• Say the Word — a spoof of The $25,000 Pyramid - The contestants are Chet O'Leary and Maurice Monster. Guy gives Chet the word "STOP" but Chet cannot say that word but give out clues to Maurice Monster on the word. He tickles Maurice Monster until Maurice yells "STOP!" and Guy Smiley blurted "That's right. You said the word STOP! Congratulations!"
  • Name that Sound! — a spoof of Name That Tune There were two skits.
    • Grover: Grover has to guess the three sounds (Such as a train whistle, a dog barking, and faucet dripping). He got them all right, but after he guessed the faucet dripping, it got flooded.
    • Honker: A Honker has to figure out the sounds but since Guy Smiley couldn't understand them, the Honker brings in things that have been mentioned by the sounds (Such as a cow, a horse, and a fire engine).
  • Dialing for Prizes Movie — a spoof of Dialing for Dollars The lucky contestant is Mr. Lucky. And the lucky word is "Fur". And the prizes are furry monsters.
  • Here is Your Life — a spoof of This is Your Life - Guy Smiley honors the contestant (usually a certain object) They include:
    • an oak tree
    • a loaf of bread
    • a tooth
    • a right foot sneaker
    • a painting of a bowl of fruit
    • a house (2102 Shady Lane)
    • a carton of eggs
  • The Letter of the Day Pageant — a spoof of Miss America Pageant in which all letters compete. The letter S can swim; the letter C addresses herself as the letter C; and the letter T can tap dance. Up came the vowel finalists, A, E, I, O, and U. The letter E wins the pageant, and Guy Smiley sings him a song about the letter E to honor the winner.

Other appearances[edit]

In Sesame Street's premiere season (1969–70), Smiley sang Allie Wrubel and Herb Magidson's 1937 song "Gone with the Wind" while a strong wind was blowing away a tree, a house, a woman, and ultimately his clothes. This segment was dubbed in Spanish for international broadcasts.[8][9]

Also that season, Smiley hosted the first segment of "The Answer Lady," featuring an elderly woman named Granny Fanny Nesselrode who claimed she had the answer to everything but never gave the best answer to any question sent in by a viewer. Smiley was later replaced by a regionally accented Muppet host who bore some resemblance to him.[10]

Smiley did make some appearances that didn't have anything notable to do with his hosting career. When Cookie Monster was in a bakery chewing up items that rhymed with the word "buy", Smiley came in announcing he was "Guy Smiley, star of daytime television." At this point, Cookie couldn't remember that it was a pie he was after, and the repeated use of words that did rhyme with "pie" did nothing to jog his memory. The scene ended with him wrongly realizing that the rhyming item was "GUY!", and chasing Smiley around the bakery, trying to eat his hand off.[11]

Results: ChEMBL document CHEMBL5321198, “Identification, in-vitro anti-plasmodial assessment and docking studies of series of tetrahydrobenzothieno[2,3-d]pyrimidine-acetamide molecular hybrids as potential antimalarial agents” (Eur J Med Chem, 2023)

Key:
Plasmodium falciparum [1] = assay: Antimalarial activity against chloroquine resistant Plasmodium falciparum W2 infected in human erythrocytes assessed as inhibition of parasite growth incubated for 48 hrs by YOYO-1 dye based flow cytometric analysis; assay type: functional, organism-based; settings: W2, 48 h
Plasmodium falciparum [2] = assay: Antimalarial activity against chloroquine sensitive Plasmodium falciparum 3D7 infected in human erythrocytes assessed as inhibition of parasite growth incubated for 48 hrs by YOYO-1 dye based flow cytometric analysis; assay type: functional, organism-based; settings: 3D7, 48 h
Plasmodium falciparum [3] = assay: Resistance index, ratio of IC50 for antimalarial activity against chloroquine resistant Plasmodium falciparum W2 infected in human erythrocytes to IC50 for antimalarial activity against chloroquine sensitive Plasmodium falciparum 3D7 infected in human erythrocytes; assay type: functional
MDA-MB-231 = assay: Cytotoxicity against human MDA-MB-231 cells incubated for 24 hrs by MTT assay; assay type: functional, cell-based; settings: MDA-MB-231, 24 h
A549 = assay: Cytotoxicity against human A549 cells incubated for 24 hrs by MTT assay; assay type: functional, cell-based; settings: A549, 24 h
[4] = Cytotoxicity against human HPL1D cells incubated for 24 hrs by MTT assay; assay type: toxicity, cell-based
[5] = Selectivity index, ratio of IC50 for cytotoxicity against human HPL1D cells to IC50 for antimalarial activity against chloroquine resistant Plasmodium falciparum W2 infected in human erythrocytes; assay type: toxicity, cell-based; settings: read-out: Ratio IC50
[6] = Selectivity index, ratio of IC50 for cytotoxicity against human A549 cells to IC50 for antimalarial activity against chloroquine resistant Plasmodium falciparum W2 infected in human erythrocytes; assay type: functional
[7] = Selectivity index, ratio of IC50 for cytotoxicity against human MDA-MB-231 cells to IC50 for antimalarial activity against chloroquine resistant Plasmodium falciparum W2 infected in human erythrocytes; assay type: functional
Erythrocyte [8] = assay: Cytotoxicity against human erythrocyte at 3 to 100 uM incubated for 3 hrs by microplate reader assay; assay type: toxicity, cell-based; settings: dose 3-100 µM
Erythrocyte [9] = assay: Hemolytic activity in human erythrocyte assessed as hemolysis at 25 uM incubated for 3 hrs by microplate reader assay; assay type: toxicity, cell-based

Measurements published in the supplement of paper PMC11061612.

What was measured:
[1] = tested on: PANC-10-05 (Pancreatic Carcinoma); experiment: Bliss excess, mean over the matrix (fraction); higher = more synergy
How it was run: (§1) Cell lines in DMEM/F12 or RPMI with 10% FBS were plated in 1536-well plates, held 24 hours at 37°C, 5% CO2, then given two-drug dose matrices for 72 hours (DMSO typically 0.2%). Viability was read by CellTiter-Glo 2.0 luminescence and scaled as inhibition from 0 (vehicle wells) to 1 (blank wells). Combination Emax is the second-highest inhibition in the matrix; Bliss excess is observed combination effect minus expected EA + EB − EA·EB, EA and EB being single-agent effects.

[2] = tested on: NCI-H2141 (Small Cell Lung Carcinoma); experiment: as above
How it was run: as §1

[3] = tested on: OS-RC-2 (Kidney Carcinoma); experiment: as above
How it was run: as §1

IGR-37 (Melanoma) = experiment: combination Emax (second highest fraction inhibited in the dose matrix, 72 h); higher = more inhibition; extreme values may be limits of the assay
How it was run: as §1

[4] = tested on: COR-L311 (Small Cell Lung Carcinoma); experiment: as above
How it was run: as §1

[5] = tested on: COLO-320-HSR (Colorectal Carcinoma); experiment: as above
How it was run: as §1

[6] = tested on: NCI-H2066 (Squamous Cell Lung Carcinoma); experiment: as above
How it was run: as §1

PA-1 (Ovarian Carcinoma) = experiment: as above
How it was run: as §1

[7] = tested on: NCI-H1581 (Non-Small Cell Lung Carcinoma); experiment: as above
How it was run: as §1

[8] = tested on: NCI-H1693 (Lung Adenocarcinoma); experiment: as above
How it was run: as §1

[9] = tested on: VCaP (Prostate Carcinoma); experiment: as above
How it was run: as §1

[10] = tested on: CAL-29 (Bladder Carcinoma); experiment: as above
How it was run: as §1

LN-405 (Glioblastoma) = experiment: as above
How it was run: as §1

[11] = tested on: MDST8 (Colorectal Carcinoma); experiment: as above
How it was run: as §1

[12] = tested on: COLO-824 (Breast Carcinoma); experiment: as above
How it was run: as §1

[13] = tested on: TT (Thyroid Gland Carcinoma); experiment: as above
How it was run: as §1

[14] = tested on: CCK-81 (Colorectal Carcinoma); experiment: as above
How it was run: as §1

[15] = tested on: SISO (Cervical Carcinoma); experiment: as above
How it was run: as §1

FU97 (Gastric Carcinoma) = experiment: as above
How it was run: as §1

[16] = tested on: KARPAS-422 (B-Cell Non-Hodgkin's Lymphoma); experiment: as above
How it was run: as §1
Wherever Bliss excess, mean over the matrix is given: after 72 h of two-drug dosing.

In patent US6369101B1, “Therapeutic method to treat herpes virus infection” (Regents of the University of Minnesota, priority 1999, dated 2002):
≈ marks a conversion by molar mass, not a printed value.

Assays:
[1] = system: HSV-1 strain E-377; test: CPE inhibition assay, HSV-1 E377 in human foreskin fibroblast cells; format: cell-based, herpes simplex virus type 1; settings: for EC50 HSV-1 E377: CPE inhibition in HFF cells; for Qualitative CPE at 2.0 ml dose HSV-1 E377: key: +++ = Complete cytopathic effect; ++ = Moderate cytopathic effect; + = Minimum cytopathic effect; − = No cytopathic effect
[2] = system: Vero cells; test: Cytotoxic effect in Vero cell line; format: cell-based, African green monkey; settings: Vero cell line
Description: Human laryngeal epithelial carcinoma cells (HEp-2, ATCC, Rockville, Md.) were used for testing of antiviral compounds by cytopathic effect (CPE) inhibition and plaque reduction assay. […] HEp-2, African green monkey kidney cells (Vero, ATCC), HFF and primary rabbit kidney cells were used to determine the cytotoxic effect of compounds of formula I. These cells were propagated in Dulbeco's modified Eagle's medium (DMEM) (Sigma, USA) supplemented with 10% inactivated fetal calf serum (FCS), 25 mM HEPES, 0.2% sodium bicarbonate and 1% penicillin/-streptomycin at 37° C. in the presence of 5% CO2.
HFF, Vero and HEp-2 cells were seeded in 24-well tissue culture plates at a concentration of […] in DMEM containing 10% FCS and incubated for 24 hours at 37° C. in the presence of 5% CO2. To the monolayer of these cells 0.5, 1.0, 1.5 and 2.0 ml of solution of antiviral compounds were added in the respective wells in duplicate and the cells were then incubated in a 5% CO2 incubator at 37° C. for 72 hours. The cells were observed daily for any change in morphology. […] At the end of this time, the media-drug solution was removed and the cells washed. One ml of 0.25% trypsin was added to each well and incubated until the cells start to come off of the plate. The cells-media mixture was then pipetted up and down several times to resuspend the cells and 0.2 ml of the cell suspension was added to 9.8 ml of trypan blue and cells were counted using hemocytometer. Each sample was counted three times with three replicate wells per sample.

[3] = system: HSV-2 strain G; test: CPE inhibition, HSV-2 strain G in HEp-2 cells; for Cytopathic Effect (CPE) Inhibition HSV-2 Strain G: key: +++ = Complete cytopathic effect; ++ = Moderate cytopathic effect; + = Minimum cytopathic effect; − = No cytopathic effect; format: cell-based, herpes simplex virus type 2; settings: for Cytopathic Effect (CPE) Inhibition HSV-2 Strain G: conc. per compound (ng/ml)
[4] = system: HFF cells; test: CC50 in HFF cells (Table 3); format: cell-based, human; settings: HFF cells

He also appeared in a sketch featuring Grover as an Elevator Operator. It was to teach kids to face the front of an elevator. In this sketch, "Mr. Smiley" (as Grover calls him) is also voiced by Jim Henson, but with a different voice than that of his game show personality.[12]

In one movie theatre skit with Bert and Ernie, using Smiley as a one-line extra, the character is puppeted by Richard Hunt.[13]

He also appeared in On Vacation With Guy Smiley, in which he tried to photograph various animals in the jungle, but his loud voice kept scaring them off. At least until a tiger (Martin P. Robinson) came along, roaring and scaring away Guy's guide (Richard Hunt), but the tiger took the camera and took Guy's picture with the other animals. His pith helmet was provided by Zimbabwe After Six. [14]

Smiley shows up as a non-speaking background extra (wearing an odd, unusually stern expression) along with many other Muppets in the musical skit "Some/None."[15]

Casting history[edit]

  • Main performers:
    • Jim Henson: Sesame Street Season 1 (1969) – Season 21 (1990)
    • Eric Jacobson: Sesame Street Presents: The Body (2005) – present
  • Alternate performers:
    • Steve Whitmire: Sesame Street Season 30 (1998)
    • Don Reardon: CD-ROM games


Sesame Street is localized for international markets, where Smiley is often renamed. In Portugal, for example, he's "Carlos Luz", a play on words with the name of television presenter Carlos Cruz. In the Netherlands, he is called "Henk Glimlach", "glimlach" meaning "smile". In Germany, he appears simply as "Robert", possibly after Robert Lembke, a well-known game show host.


  1. ^ Poniewozik, James (2007-09-17). Photographs by Greg Miller. "17 Shows That Changed TV". Time. 170 (12): 80. ISSN 0040-781X.
  2. ^ Sesame Street - Pick Your Pet
  3. ^ Sesame Street - The Mr. and Mrs. Game, YouTube
  4. ^ Sesame Street - What's My Part (Nose), YouTube
  5. ^ Sesame Street - What's My Part? (foot), YouTube
  6. ^ The Muppet Alphabet Album.....side 1 (YouTube)
  7. ^ Classic Sesame Street - What's My Letter? (YouTube)
  8. ^ Classic Sesame Street: Gone with the Wind (Castilian Spanish), YouTube
  9. ^ Gone with the Wind (Spanish soundtrack), YouTube
  10. ^ Classic Sesame Street: The Answer Lady, YouTube
  11. ^ Sesame Street: Cookie Monster Buys A Rhyme, YouTube
  12. ^ Sesame Street - Grover the Elevator Operator (front/back), YouTube
  13. ^ Classic Sesame Street - Ernie and Bert Watch an Emotional Movie, YouTube
  14. ^ Sesame Street: On Vacation with Guy Smiley, YouTube
  15. ^ Classic Sesame Street - Some and None, YouTube

External links[edit]